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Report: Number of ICE arrests in Brooklyn courts soars

New York courts becoming ‘traps for immigrants’

January 28, 2019 By Rob Abruzzese Brooklyn Daily Eagle

A report issued by the Immigrant Defense Project on Monday outlines an increase in arrests by Immigration and Customs Enforcement agents in New York courthouses by 1,700 percent in the year 2018.

IDP documented 202 reports of ICE arrests and sightings in all of New York’s courthouses last year, a 1,700 percent increase since early 2017, according to the 15-page report. About 75 percent of ICE arrests statewide have occurred in New York City — and Brooklyn had the most arrests and sightings in any of the five boroughs.

“This report shows that ICE is expanding surveillance and arrests in courthouses across the state, creating a crisis for immigrants who need access to the courts,” said Alisa Wellek, IDP executive director. “We cannot allow ICE to turn New York’s courts into traps for immigrants. The New York state Legislature must act now to pass the Protect Our Courts Act to prevent ICE from continuing these harmful practices.”

The report not only notes the increase in arrests but also discusses the often violent and brutal tactics that take place during the arrests.

According to the report, arrests often involve up to 10 agents to make a single arrest. There are reports of suspected immigrants being tackled to the ground, family members slammed up against walls and dragged from their cars.

One event outlined in the report occurred outside of the Brooklyn Supreme Court, where a man was speaking with his attorney when plainclothes ICE agents suddenly surrounded them, separated the man from his attorney and made an arrest without identifying themselves. According to the report, one of the several bystanders called 911 to report the incident as a kidnapping.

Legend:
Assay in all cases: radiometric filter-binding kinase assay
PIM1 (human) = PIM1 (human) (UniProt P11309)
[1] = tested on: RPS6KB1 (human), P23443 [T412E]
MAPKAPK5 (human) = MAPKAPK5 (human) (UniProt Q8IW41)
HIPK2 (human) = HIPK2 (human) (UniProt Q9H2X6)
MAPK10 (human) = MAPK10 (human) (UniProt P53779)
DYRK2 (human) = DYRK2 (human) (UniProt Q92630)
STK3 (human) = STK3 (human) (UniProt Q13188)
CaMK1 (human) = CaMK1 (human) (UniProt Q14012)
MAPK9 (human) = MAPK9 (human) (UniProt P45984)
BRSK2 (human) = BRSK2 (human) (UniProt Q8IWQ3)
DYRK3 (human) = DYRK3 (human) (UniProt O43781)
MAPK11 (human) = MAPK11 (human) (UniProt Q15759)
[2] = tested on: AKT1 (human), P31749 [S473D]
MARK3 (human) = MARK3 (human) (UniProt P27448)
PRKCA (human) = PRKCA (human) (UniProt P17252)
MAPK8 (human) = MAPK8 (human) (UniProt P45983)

In another incident mentioned in the report, a woman thought her son had been kidnapped after ICE agents grabbed him outside Brooklyn Criminal Court and dragged him to an unmarked car. When the woman asked the agents if they were from immigration, they allegedly told her, “No.” She didn’t find out what had happened until her son called from an ICE facility later that day.

Brooklyn District Attorney Eric Gonzalez has often called upon ICE agents to stay out of the court, but so far those calls have proved ineffective. There were 48 ICE agent sightings in Brooklyn courts in 2018, followed by 35 arrests, according to the IDP report.

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Gonzalez has hired two immigration attorneys to work with assistant district attorneys to help avoid turning immigrants over to ICE on minor charges.

The Office of Court Administration enacted a policy in early 2018 as a response to the increase arrests that requires ICE agents to check in with court personnel and inform them why they are there. Agents are not allowed to make arrests in courtrooms but are allowed in the courthouse hallways.

An OCA spokesperson said the following in a statement:

“In January of 2018, as a direct result of our communications with ICE officials on the national and regional levels, ICE issued a formalized policy regarding potential arrest situations in courthouses.

“Their new policy, particularly regarding noncriminal courthouses and court proceedings, effectively acknowledged that they will limit themselves to criminal proceedings. Agents showing up in courthouses increasingly have been effecting arrests with Judicial warrants.

“Additionally, as a result of our continued communication with them, they have effectively changed their tactics shying away from making arrests inside court facilities. Arrests inside of courthouses declined by over 50 percent from 2017 to 2018 from 40 to 13 in New York City and 54 to 26 statewide.”

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